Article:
This is the One Hitter, just a quick thought or two about a topic from your friends at the 108…..remember, don’t forget to exhale.
I was going to write in this space about the ills of Bunting and how Bunting is generally a negative expectancy play overall. I was going to write how Ricky Renteria seems to embrace data, manage his bullpen effectively and make a lot of clever moves overall except for all the Bunting that we are seeing. Then I realized something. What if the decrease in Bunting in MLB at large over the last several decades has allowed the White Sox to find a market inefficiency in how teams defend AGAINST the Bunt. That’s right. What if because there aren’t a lot of teams Bunting anymore that the data shows that teams don’t defend the Bunt well anymore. Think about it. Everyone stopped sacrifice Bunting and when was the last time you can think of someone getting Brett Butler level bunt singles in a season? It would make sense that because teams get a lot less reps defending against the Bunt that they would theoretically make more mistakes. It is possible that certain teams with certain weak defenders at certain positions would be more apt to make mistakes versus a bunt. Now, it still appears that most White Sox players asked to Bunt still don’t really have a good handle on actually executing it, but that is a discussion for another time. Before I start leaning that Ricky Renteria is doing something antiquated, maybe he’s doing something that is newly expected to be very effective.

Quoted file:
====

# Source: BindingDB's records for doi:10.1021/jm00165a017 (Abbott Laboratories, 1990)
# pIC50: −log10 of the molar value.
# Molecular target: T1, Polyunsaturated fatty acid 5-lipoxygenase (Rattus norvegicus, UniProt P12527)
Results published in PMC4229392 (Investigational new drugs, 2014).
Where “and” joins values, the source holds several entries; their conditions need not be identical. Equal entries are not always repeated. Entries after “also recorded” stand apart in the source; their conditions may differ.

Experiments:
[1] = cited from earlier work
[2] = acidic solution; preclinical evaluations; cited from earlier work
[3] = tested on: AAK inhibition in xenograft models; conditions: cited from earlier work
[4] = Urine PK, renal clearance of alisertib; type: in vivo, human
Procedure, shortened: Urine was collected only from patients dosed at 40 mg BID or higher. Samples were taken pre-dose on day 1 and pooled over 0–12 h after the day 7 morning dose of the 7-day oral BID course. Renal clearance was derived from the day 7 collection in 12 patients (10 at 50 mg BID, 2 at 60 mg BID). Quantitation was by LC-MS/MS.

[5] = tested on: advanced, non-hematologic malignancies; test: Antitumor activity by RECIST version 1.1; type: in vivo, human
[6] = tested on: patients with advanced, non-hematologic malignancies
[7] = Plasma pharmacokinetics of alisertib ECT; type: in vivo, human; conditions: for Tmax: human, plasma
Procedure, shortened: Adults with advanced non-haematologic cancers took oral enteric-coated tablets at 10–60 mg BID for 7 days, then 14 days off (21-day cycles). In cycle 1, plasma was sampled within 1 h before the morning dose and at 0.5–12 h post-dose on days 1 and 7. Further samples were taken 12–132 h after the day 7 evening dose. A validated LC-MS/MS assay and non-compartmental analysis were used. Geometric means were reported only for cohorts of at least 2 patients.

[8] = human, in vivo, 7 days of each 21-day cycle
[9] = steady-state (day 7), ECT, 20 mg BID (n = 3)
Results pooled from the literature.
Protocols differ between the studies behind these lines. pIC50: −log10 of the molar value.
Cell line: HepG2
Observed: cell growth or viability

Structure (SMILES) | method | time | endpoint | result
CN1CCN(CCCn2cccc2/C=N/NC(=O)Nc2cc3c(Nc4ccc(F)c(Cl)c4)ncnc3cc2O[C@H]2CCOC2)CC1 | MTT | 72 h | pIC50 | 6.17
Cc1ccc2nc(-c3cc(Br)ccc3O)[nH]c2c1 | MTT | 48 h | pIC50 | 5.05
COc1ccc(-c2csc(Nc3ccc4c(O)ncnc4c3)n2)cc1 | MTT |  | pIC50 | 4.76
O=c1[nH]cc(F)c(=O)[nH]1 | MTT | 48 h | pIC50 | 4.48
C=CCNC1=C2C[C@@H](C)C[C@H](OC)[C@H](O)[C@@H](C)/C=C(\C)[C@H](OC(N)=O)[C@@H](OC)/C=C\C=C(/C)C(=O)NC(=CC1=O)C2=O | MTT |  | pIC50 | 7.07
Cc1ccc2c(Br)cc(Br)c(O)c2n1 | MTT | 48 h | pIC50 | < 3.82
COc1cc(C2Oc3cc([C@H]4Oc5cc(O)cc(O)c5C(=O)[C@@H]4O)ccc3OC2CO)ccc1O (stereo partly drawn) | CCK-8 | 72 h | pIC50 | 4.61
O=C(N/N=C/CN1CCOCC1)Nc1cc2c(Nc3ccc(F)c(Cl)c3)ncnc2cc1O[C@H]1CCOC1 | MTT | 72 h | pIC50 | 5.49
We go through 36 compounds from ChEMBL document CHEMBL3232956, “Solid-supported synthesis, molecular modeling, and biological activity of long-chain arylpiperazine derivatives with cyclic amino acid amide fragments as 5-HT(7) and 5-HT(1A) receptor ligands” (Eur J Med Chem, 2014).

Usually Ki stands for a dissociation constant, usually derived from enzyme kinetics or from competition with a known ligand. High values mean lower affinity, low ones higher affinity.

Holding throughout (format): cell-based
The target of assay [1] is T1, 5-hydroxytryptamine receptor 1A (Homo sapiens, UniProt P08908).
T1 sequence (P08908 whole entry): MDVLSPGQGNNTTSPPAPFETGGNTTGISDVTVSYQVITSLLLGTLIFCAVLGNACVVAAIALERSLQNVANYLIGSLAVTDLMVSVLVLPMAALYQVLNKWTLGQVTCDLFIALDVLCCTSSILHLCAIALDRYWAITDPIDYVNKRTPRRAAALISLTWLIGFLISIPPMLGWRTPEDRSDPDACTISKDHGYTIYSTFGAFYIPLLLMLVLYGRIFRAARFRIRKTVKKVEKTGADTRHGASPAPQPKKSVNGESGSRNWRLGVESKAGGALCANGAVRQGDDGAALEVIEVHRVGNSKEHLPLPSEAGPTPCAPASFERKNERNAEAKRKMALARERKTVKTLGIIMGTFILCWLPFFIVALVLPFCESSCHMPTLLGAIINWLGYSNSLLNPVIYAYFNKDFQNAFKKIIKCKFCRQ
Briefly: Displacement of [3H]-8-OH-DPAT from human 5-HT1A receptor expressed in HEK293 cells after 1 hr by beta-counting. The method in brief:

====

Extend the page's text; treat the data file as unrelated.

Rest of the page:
In any of these situations where we read about inefficiencies in the game or strategy changes, the teams are always WAY ahead of the stat heads scribes. Look at the “pitch framing” discussion. The inefficiency was pretty much completely dead by the time the fans (us) were even reading about it. As much as I love the stat heads and their ability to put together after the fact narratives, the teams are studying just about every goddamn thing under the sun to try to find an advantage. Maybe this is one them. Who knows?